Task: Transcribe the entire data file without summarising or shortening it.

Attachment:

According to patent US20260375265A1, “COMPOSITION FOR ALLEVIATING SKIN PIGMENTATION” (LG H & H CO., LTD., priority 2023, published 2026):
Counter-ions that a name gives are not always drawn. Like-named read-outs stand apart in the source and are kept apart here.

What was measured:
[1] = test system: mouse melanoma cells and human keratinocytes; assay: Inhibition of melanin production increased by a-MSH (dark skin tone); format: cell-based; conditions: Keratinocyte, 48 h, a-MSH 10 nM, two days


According to patent US20260375265A1, “COMPOSITION FOR ALLEVIATING SKIN PIGMENTATION” (LG H & H CO., LTD., priority 2023, published 2026):
Counter-ions that a name gives are not always drawn. Like-named read-outs stand apart in the source and are kept apart here.

What was measured:
[1] = test system: mouse melanoma cells and human keratinocytes; assay: Inhibition of melanin production increased by a-MSH (dark skin tone); format: cell-based; conditions: Keratinocyte, 48 h, a-MSH 10 nM, two days